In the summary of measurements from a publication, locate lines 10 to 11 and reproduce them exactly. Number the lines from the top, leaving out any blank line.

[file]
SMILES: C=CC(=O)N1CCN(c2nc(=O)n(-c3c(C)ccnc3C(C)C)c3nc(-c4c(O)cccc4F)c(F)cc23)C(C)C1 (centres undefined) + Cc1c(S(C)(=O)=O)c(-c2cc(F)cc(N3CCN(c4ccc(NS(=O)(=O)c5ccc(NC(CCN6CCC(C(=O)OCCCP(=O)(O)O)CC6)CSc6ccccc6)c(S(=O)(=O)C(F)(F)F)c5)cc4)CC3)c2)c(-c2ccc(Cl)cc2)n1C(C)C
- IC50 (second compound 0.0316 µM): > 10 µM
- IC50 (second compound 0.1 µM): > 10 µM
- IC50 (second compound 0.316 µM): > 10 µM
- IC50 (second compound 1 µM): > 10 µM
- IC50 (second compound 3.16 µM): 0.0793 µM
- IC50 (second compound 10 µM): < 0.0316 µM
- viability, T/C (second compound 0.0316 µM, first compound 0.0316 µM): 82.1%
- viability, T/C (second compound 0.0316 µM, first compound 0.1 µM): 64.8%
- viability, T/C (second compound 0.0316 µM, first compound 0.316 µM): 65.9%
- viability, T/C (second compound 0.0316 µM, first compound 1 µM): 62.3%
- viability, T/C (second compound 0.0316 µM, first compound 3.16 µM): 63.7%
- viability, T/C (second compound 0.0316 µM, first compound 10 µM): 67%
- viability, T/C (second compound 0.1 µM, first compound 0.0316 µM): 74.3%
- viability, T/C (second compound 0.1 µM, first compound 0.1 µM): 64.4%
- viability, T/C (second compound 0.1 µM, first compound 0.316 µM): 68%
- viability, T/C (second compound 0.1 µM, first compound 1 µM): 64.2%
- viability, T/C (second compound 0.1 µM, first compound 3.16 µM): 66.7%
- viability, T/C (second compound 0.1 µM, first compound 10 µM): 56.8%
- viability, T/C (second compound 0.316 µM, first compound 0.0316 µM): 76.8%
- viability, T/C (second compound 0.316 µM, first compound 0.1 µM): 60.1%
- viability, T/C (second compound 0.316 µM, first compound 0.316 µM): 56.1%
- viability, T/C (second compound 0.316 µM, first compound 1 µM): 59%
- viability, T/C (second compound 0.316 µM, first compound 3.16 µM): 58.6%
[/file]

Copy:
- viability, T/C (second compound 0.0316 µM, first compound 0.316 µM): 65.9%
- viability, T/C (second compound 0.0316 µM, first compound 1 µM): 62.3%